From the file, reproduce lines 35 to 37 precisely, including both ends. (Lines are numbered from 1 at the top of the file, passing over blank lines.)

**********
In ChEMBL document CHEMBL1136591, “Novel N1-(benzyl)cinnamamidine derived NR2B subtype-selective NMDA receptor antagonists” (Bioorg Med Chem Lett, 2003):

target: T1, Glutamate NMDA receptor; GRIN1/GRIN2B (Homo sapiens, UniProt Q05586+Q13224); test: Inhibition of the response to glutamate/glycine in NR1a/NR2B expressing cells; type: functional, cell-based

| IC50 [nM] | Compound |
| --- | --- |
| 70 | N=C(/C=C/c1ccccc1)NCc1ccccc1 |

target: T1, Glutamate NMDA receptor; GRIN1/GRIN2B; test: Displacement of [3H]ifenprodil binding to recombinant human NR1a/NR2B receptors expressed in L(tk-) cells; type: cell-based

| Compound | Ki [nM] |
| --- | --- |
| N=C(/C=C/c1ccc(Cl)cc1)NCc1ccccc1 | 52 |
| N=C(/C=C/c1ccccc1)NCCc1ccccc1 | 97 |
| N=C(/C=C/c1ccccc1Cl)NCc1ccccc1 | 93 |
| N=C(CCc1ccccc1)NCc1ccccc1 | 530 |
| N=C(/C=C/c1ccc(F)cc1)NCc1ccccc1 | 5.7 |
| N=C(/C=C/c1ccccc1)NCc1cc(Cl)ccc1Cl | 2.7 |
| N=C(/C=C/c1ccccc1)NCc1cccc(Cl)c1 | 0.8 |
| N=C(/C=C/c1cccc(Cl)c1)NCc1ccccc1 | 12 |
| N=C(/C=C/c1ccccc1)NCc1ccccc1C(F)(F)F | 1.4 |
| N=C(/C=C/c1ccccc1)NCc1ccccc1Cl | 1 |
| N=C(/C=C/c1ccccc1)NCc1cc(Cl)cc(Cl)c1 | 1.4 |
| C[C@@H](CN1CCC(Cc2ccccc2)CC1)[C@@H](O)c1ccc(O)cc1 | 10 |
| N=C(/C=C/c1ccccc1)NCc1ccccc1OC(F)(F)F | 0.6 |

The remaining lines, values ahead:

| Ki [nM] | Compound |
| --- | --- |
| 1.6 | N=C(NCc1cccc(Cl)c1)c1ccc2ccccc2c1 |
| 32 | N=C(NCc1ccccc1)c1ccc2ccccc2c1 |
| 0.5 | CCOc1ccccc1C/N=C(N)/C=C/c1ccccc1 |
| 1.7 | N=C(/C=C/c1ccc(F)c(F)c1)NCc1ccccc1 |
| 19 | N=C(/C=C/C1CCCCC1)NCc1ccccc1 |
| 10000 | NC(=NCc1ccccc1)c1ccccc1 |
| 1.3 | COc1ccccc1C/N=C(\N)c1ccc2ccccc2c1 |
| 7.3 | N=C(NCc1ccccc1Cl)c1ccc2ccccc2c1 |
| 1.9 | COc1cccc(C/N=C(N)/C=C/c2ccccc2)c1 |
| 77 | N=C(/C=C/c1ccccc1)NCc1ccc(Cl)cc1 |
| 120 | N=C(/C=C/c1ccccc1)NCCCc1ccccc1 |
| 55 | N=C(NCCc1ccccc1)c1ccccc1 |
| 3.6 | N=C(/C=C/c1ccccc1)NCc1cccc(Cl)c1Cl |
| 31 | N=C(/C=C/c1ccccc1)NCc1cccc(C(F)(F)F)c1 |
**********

| 120 | N=C(/C=C/c1ccccc1)NCCCc1ccccc1 |
| 55 | N=C(NCCc1ccccc1)c1ccccc1 |
| 3.6 | N=C(/C=C/c1ccccc1)NCc1cccc(Cl)c1Cl |